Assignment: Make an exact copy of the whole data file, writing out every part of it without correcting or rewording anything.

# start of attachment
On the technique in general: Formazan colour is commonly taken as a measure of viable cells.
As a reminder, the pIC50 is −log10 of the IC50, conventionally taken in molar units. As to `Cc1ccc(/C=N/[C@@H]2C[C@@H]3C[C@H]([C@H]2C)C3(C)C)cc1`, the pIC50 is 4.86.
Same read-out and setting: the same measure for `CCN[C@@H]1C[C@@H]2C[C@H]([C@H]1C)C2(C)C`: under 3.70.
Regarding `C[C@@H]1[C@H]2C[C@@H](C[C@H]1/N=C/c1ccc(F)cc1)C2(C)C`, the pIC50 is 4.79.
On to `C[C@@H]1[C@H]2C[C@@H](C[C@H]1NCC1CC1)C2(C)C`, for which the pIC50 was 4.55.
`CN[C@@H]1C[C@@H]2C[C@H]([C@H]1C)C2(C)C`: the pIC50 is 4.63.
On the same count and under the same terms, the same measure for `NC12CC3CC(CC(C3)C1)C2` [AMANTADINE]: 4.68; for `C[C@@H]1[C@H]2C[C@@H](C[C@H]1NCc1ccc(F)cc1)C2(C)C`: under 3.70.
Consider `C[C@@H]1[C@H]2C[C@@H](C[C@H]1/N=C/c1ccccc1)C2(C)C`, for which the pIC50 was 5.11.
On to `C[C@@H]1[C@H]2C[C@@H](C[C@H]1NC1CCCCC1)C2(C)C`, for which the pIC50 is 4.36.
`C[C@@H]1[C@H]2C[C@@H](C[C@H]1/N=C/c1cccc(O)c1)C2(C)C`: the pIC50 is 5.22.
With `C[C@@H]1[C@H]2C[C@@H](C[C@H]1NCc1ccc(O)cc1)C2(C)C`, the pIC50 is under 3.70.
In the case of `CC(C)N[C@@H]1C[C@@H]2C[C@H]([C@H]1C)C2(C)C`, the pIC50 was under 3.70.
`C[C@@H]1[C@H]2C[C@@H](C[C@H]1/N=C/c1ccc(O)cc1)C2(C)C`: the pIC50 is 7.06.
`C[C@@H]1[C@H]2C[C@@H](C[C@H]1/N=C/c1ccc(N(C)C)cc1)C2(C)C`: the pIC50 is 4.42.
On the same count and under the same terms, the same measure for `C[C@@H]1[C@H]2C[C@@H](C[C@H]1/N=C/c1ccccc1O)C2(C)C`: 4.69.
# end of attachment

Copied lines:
On the technique in general: Formazan colour is commonly taken as a measure of viable cells.
As a reminder, the pIC50 is −log10 of the IC50, conventionally taken in molar units. As to `Cc1ccc(/C=N/[C@@H]2C[C@@H]3C[C@H]([C@H]2C)C3(C)C)cc1`, the pIC50 is 4.86.
Same read-out and setting: the same measure for `CCN[C@@H]1C[C@@H]2C[C@H]([C@H]1C)C2(C)C`: under 3.70.
Regarding `C[C@@H]1[C@H]2C[C@@H](C[C@H]1/N=C/c1ccc(F)cc1)C2(C)C`, the pIC50 is 4.79.
On to `C[C@@H]1[C@H]2C[C@@H](C[C@H]1NCC1CC1)C2(C)C`, for which the pIC50 was 4.55.
`CN[C@@H]1C[C@@H]2C[C@H]([C@H]1C)C2(C)C`: the pIC50 is 4.63.
On the same count and under the same terms, the same measure for `NC12CC3CC(CC(C3)C1)C2` [AMANTADINE]: 4.68; for `C[C@@H]1[C@H]2C[C@@H](C[C@H]1NCc1ccc(F)cc1)C2(C)C`: under 3.70.
Consider `C[C@@H]1[C@H]2C[C@@H](C[C@H]1/N=C/c1ccccc1)C2(C)C`, for which the pIC50 was 5.11.
On to `C[C@@H]1[C@H]2C[C@@H](C[C@H]1NC1CCCCC1)C2(C)C`, for which the pIC50 is 4.36.
`C[C@@H]1[C@H]2C[C@@H](C[C@H]1/N=C/c1cccc(O)c1)C2(C)C`: the pIC50 is 5.22.
With `C[C@@H]1[C@H]2C[C@@H](C[C@H]1NCc1ccc(O)cc1)C2(C)C`, the pIC50 is under 3.70.
In the case of `CC(C)N[C@@H]1C[C@@H]2C[C@H]([C@H]1C)C2(C)C`, the pIC50 was under 3.70.
`C[C@@H]1[C@H]2C[C@@H](C[C@H]1/N=C/c1ccc(O)cc1)C2(C)C`: the pIC50 is 7.06.
`C[C@@H]1[C@H]2C[C@@H](C[C@H]1/N=C/c1ccc(N(C)C)cc1)C2(C)C`: the pIC50 is 4.42.
On the same count and under the same terms, the same measure for `C[C@@H]1[C@H]2C[C@@H](C[C@H]1/N=C/c1ccccc1O)C2(C)C`: 4.69.